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1.  Endoscopic discectomy of L5-S1 disc herniation via an interlaminar approach: Prospective controlled study under local and general anesthesia 
Background:
Open discectomy remains the standard method for treatment of lumbar disc herniation, but can traumatize spinal structure and leaves symptomatic epidural scarring in more than 10% of cases. The usual transforaminal approach may be associated with difficulty reaching the epidural space due to anatomical peculiarities at the L5–S1 level. The endoscopic interlaminar approach can provide a direct pathway for decompression of disc herniation at the L5–S1 level. This study aimed to evaluate the clinical results of endoscopic interlaminar lumbar discectomy at the L5–S1 level and compare the technique feasibility, safety, and efficacy under local and general anesthesia (LA and GA, respectively).
Methods:
One hundred twenty-three patients with L5–S1 disc herniation underwent endoscopic interlaminar lumbar discectomy from October 2006 to June 2009 by two spine surgeons using different anesthesia preferences in two medical centers. Visual analog scale (VAS) scores for back pain and leg pain and Oswestry Disability Index (ODI) sores were recorded preoperatively, and at 3, 6, and 12 months postoperatively. Results were compared to evaluate the technique feasibility, safety, and efficacy under LA and GA.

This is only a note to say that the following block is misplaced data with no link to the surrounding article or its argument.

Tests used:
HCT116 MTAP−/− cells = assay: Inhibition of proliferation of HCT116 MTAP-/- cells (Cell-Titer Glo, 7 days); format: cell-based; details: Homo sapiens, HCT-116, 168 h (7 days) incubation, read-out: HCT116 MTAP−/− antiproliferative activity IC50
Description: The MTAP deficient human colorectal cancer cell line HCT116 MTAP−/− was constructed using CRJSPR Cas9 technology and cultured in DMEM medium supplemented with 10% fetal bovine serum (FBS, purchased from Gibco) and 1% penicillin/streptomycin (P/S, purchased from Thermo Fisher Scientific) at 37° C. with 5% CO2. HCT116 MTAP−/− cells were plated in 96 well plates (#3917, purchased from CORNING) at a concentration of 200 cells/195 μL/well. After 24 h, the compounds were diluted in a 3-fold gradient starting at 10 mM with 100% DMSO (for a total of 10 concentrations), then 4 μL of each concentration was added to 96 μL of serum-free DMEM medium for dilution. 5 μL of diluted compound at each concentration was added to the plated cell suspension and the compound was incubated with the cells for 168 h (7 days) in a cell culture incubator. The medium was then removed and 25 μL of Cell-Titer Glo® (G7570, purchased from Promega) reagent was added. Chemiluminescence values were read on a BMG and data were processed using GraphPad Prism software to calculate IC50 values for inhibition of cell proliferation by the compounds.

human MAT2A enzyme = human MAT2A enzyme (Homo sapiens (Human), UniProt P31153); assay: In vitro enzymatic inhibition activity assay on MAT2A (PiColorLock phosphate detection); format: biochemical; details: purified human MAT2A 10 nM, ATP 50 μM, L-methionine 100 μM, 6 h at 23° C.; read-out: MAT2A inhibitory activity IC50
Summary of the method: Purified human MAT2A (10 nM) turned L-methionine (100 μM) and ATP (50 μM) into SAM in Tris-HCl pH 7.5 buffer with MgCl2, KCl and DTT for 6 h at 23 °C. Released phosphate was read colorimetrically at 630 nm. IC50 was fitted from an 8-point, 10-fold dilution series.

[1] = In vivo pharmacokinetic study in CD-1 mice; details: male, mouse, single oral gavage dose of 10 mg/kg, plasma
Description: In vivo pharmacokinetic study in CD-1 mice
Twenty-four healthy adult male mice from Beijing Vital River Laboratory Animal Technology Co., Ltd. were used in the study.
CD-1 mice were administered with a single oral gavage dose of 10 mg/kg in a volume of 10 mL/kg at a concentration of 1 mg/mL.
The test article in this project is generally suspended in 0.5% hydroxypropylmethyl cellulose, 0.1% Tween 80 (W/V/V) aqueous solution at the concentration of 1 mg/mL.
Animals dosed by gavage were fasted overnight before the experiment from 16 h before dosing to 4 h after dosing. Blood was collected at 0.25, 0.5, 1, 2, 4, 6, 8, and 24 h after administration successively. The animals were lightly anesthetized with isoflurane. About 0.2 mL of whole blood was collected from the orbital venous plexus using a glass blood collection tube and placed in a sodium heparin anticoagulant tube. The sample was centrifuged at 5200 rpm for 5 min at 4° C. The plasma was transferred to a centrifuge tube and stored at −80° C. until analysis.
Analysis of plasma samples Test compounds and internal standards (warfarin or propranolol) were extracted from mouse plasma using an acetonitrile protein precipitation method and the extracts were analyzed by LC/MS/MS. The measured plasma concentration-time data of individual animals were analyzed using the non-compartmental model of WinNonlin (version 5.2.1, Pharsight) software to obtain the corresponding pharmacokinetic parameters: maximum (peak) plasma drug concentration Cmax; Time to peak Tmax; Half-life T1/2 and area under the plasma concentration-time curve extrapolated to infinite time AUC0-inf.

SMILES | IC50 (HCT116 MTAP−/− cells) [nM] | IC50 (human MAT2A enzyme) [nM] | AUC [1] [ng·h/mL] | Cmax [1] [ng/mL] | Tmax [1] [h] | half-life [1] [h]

Results:
VAS scores for back pain and leg pain and ODI revealed statistically significant improvement when they were compared with preoperative values. Mean hospital stay was statistically shorter in the LA group. Complications included one case of dural tear with rootlet injury and three cases of recurrence within 1 month who subsequently required open surgery or endoscopic interlaminar lumbar discectomy. There were no medical or infectious complications in either group.
Conclusion:
Disc herniation at the L5–S1 level can be adequately treated endoscopically with an interlaminar approach. GA and LA are both effective for this procedure. However, LA is better than GA in our opinion.
doi:10.4103/2152-7806.82570
PMCID: PMC3130490  PMID: 21748045
General anesthesia; interlaminar approach; local anesthesia; lumbar disc herniation; percutaneous endoscopic discectomy
2.  Nasopharyngeal gangrenous abscess with skull base extension caused by Escherichia coli after esophageal dilatation for esophageal reconstruction 
Background:
Esophageal dilatation is the most widely used treatment option for the management of esophageal strictures. Complications include bleeding, brain abscess, esophageal perforation and bacteremia. Nasopharyngeal gangrenous abscess after the esophageal dilatation is very rare. Endonasal endoscopic surgery was performed to treat the lesion and a successful result was obtained.
Case Description: